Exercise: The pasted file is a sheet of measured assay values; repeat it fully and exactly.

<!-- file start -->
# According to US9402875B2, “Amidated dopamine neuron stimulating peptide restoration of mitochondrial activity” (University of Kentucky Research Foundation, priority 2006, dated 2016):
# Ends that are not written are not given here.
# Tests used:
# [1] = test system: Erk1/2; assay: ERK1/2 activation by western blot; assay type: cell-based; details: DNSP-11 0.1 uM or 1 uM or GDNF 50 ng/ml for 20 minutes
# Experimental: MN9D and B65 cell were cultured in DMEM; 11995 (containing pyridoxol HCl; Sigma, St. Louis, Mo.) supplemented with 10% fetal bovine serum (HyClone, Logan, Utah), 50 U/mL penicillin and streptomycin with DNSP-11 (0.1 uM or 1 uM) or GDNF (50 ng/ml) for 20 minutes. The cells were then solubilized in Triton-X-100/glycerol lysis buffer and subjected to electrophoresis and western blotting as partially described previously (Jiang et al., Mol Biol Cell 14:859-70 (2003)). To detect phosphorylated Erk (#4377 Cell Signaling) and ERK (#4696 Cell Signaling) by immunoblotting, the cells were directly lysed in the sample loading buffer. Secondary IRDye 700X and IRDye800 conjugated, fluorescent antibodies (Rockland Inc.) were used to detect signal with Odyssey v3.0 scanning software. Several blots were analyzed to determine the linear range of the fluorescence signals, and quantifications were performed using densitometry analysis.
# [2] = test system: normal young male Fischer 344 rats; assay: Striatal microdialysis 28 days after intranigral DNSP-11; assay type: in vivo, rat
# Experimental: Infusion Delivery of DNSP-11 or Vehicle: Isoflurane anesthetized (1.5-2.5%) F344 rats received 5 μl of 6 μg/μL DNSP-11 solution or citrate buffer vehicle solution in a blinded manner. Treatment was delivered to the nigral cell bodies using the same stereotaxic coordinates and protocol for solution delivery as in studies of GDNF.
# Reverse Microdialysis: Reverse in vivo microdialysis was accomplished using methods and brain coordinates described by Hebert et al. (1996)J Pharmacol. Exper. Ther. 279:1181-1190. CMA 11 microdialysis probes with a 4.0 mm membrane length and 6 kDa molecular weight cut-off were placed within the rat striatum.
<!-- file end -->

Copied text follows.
# According to US9402875B2, “Amidated dopamine neuron stimulating peptide restoration of mitochondrial activity” (University of Kentucky Research Foundation, priority 2006, dated 2016):
# Ends that are not written are not given here.
# Tests used:
# [1] = test system: Erk1/2; assay: ERK1/2 activation by western blot; assay type: cell-based; details: DNSP-11 0.1 uM or 1 uM or GDNF 50 ng/ml for 20 minutes
# Experimental: MN9D and B65 cell were cultured in DMEM; 11995 (containing pyridoxol HCl; Sigma, St. Louis, Mo.) supplemented with 10% fetal bovine serum (HyClone, Logan, Utah), 50 U/mL penicillin and streptomycin with DNSP-11 (0.1 uM or 1 uM) or GDNF (50 ng/ml) for 20 minutes. The cells were then solubilized in Triton-X-100/glycerol lysis buffer and subjected to electrophoresis and western blotting as partially described previously (Jiang et al., Mol Biol Cell 14:859-70 (2003)). To detect phosphorylated Erk (#4377 Cell Signaling) and ERK (#4696 Cell Signaling) by immunoblotting, the cells were directly lysed in the sample loading buffer. Secondary IRDye 700X and IRDye800 conjugated, fluorescent antibodies (Rockland Inc.) were used to detect signal with Odyssey v3.0 scanning software. Several blots were analyzed to determine the linear range of the fluorescence signals, and quantifications were performed using densitometry analysis.
# [2] = test system: normal young male Fischer 344 rats; assay: Striatal microdialysis 28 days after intranigral DNSP-11; assay type: in vivo, rat
# Experimental: Infusion Delivery of DNSP-11 or Vehicle: Isoflurane anesthetized (1.5-2.5%) F344 rats received 5 μl of 6 μg/μL DNSP-11 solution or citrate buffer vehicle solution in a blinded manner. Treatment was delivered to the nigral cell bodies using the same stereotaxic coordinates and protocol for solution delivery as in studies of GDNF.
# Reverse Microdialysis: Reverse in vivo microdialysis was accomplished using methods and brain coordinates described by Hebert et al. (1996)J Pharmacol. Exper. Ther. 279:1181-1190. CMA 11 microdialysis probes with a 4.0 mm membrane length and 6 kDa molecular weight cut-off were placed within the rat striatum.